News Article Details

Autism and Sleep Disturbance

The Duplin Times - 12/7/2017

All parents deal with a sleepless child sometimes, but for children with autism spectrum disorders (ASD), sleep can be especially elusive. What's worse, sleep disturbance often complicates their other symptoms.

A recent study in the journal Pediatric Nursing confirmed what many parents and professionals already guessed - children with ASD have more sleep problems than typically developing children.

It makes sense, then, that parents of children with ASD also report more sleep problems than parents of typically developing children, but there was another interesting finding. It turns out that parents of children with ASD also have more sleep problems than parents of children with other types of disabilities. Therefore, it appears ASD has unique features that make sleep problematic.

Children with ASD have more complicated sleep problems than those without it. First, it takes them longer to fall to sleep, then they have trouble staying asleep. Not only do they wake more often, but when they do, they stay awake longer. Finally, even with all these other sleep problems, kids with ASD are more likely to wake up too early. Over time, these kids and their families suffer chronic sleep deprivation.

Naturally, poor sleep causes other problems. Children with ASD who cannot sleep well may have more trouble with planning, organization, attention, and impulse control. Because they're tired and irritable, they may also develop behavior problems. Unfortunately for these families, getting help can be as hard as getting a good night's sleep.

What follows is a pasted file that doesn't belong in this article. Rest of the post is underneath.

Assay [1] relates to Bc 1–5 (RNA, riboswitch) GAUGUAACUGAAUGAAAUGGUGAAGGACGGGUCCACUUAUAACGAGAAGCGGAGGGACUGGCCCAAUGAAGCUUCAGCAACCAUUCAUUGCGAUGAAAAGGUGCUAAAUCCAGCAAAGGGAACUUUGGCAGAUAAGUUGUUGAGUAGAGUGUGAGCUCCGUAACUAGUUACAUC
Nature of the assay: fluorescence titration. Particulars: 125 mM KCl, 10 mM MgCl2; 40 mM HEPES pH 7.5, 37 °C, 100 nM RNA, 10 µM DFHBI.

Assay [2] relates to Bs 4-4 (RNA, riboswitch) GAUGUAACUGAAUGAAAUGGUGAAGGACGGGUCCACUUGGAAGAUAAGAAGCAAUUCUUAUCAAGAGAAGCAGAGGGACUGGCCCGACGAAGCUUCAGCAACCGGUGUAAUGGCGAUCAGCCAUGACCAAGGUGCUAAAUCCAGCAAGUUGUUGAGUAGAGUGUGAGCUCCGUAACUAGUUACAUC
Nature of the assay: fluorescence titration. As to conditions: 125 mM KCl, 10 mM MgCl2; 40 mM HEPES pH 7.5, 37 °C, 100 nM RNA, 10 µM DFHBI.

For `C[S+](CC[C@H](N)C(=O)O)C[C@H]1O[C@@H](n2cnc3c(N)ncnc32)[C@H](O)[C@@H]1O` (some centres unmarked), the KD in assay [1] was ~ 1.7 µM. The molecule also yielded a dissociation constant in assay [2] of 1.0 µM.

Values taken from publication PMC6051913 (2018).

While kids with ASD may need specialized sleep strategies, good sleep hygiene is the first step with any child. Sleep hygiene simply refers to the habits we have around sleep. For children, it includes activities such as a consistent bedtime, a soothing bedtime routine, and limiting TV or other electronics at bedtime.

Even with good sleep hygiene, however, children sometimes develop behavioral problems related to bedtime. In these cases, parents have to use behavioral strategies, such as a reward or punishment system, to get kids to cooperate when it's time to go to bed. When children have autism, starting a new behavior plan may be easier said than done.

Because children with ASD struggle with communication, it can be hard to prepare them for changes in expectations. In addition, since these children often become anxious or frustrated with any change in routine, behavior may worsen when parents switch things up. Families may need expert help to find strategies that make sense to the child.

When sleep hygiene and behavioral strategies fail, parents may have to manipulate the child's actual sleep patterns themselves. For example, you can change sleep timing by gradually moving bed times or wake times. It sometimes helps to schedule nighttime awakenings rather than allowing them to occur on their own.

In addition, controlling nap-time is especially important, particularly for young children in childcare settings that require naps. If you decide to work on sleep patterns, change only one thing at the time. You should also consider consulting a specialist, so you don't accidentally make sleep problems worse.

Finally, when all else fails, you may have to consider medication management. Each family must make medication decisions based on their child's needs and their unique family circumstances.

Melatonin is a natural sleep aid available over-the-counter. Although some studies have shown it effective, melatonin is not regulated in the same way other medications are, so quality varies. Even though you don't need a prescription, you should still ask your child's doctor how to use it safely.

In addition to over-the-counter remedies, doctors sometimes prescribe other medications to treat severe or chronic sleep disturbance. Again, the effectiveness of such medications has not been consistently proven, so you should discuss the pros and cons with your child's medical provider.

If you're caring for a child with ASD, take heart that most medical providers understand the sleep problems these children face, as well as how poor sleep affects all areas of family functioning. Don't hesitate to ask your pediatrician or a therapist for help, so everyone can rest better.


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